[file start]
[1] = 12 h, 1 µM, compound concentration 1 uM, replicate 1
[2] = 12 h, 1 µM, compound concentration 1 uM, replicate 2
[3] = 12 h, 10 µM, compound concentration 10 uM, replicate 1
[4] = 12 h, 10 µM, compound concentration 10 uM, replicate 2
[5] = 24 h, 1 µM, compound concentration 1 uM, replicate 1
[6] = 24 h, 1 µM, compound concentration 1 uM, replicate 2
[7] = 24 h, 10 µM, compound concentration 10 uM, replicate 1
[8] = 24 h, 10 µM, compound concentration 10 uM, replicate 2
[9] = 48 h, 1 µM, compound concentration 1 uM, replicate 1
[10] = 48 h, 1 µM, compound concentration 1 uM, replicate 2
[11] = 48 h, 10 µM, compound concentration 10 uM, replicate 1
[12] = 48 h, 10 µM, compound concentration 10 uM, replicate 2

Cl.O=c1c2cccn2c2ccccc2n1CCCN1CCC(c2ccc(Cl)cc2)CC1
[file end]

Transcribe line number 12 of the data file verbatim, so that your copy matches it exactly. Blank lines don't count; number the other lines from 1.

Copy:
[12] = 48 h, 10 µM, compound concentration 10 uM, replicate 2